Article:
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Richard Oyama

What I do not think

Girl at the Beach by Edvard Munch

I do not think this.  At 7-11 a girl wore pink bunny ears and pajama shorts that hitched along the circumference of her bottom. It is good to feel nothing. I do not think this. ‘If it is true that there is no greater sorrow than to remember a happy time in a state of misery, it is just as true that calling up a moment of anguish in a tranquil mood, seated quietly at one desk, is a source of profound satisfaction.’ I think of time as erasure.

There was a meadow of Monterey pine, butterflies and pampas grass at Point Reyes. She and I switchbacked down the trail. The dunes opened out onto a horizonless sea. Spread the bamboo mat, black forest ham on rye, carrot and celery sticks, oatmeal cookies, a thermos of bancha tea. See a black shape bobbing, disappearing. A rock outcropping. A wet-suited diver plunging for mussels like pearls. Pick our way to the end of a lichen-encrusted spit. The sea boiled and hissed. Kelp waved its long hands. I remember we kissed. What one does on a scarp. Gulls dropped from the air, savaging half-eaten sandwiches, a bag of chips, leavings.  –O.J., get way from round there. Wind blew the bags across the sand. I do not think of the potter’s field on Hart Island. The unclaimed dead are interred there. On the backroad home you quote a Godard film: the sadness of Sunday afternoon. A day in the country was not unimaginable then.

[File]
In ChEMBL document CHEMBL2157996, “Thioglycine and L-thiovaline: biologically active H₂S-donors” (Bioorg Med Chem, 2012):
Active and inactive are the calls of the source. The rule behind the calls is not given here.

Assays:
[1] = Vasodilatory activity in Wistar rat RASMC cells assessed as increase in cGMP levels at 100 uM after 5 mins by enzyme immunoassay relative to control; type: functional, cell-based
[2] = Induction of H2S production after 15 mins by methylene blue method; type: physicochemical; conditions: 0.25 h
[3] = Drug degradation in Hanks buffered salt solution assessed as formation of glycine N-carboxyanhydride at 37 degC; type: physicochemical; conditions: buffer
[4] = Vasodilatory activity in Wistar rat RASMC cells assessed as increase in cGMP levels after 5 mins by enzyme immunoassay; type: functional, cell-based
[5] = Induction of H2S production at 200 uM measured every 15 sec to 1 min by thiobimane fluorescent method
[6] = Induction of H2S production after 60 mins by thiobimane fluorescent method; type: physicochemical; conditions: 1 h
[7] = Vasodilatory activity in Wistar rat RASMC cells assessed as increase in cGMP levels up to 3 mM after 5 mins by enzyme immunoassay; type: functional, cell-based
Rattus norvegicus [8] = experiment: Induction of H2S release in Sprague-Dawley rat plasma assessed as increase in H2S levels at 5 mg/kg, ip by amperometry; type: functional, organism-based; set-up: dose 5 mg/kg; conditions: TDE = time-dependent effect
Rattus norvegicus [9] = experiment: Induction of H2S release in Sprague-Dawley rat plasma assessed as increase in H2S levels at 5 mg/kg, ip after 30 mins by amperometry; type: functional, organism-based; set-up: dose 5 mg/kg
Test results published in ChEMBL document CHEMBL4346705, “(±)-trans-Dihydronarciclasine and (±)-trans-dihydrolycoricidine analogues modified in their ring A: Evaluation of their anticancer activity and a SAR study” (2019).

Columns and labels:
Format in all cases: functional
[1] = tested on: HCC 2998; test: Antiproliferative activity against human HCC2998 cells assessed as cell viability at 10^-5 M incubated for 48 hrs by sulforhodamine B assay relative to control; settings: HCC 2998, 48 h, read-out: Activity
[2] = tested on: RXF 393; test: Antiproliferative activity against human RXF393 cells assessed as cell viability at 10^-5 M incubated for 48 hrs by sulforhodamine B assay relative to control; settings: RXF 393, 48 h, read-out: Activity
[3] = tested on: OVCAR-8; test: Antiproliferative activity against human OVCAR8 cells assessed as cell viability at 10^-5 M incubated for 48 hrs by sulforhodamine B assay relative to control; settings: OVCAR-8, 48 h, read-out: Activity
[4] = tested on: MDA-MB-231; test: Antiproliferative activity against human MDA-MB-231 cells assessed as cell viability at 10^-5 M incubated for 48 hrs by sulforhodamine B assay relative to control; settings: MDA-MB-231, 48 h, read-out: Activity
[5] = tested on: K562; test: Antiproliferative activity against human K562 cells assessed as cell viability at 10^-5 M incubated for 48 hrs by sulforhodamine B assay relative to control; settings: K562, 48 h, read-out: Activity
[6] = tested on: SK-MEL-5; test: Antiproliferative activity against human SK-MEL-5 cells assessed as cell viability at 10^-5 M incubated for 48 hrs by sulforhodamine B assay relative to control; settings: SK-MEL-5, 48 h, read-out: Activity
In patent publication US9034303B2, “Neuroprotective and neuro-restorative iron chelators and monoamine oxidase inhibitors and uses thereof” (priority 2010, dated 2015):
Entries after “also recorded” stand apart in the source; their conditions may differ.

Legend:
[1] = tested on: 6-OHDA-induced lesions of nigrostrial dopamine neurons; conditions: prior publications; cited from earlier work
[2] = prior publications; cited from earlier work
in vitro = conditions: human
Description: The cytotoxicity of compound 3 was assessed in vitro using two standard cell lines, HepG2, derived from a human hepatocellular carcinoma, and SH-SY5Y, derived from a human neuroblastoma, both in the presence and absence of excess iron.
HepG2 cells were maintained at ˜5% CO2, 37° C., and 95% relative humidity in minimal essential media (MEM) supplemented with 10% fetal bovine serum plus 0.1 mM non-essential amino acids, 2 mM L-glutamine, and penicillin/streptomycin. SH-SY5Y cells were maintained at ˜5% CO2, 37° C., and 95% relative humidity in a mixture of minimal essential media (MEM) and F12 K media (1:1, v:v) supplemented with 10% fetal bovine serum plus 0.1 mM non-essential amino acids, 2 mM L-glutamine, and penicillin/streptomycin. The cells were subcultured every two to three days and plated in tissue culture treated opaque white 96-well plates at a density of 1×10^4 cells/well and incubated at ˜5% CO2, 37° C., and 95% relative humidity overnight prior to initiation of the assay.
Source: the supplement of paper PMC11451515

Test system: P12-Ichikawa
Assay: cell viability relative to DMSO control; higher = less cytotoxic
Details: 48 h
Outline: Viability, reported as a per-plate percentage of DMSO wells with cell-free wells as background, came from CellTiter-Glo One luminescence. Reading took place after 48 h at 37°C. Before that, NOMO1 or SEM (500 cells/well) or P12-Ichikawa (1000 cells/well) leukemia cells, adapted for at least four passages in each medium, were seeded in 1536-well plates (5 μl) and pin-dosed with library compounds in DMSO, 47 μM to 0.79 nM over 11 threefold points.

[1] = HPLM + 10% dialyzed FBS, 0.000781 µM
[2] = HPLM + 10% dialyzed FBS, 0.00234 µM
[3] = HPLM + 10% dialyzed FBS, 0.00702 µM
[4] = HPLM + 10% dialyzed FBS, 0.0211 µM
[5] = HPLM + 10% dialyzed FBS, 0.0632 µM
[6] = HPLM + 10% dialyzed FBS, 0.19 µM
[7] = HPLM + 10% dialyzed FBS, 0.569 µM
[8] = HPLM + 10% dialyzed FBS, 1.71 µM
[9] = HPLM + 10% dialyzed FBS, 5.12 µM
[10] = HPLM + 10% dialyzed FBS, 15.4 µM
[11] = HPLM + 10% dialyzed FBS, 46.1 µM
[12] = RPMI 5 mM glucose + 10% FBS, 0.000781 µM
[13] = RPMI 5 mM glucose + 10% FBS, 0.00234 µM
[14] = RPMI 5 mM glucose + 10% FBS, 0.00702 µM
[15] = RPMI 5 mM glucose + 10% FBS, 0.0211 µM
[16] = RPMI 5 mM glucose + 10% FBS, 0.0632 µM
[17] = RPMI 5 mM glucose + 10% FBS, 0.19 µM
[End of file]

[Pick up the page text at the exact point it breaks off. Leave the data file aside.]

Away! Away! The spell of arms and voices: the white arms of roads.

The quotation in the first paragraph is from The Periodic Table by Primo Levi. The closing is borrowed from A Portrait of the Artist as a Young Man, by James Joyce.


About the writer:
Richard Oyama’s poems, stories and essays have appeared in Premonitions: The Kaya Anthology of New Asian North American Poetry, The Nuyorasian Anthology, Breaking Silence, Dissident Song, A Gift of Tongues, About Place, Konch Magazine, Pirene’s Fountain, Tribes, Malpais Review, Anak Sastra, Buddhist Poetry Review and other literary journals. The Country They Know (Neuma Books 2005) is his first collection of poetry. He has a M.A. in English: Creative Writing from San Francisco State University. Oyama taught at California College of Arts in Oakland, University of California at Berkeley, and University of New Mexico. His first novel in a trilogy, A Riot Goin’ On, is forthcoming. He is currently at work on a young adult novel and a full-length poetry collection.

Image: Girl at the Beach by Edvard Munch (1863-1944). Aquatint with scraper and drypoint on zinc. No size specified. 287 × 218 mm (image/plate); 445 × 310 mm (sheet). 1896. Public domain.

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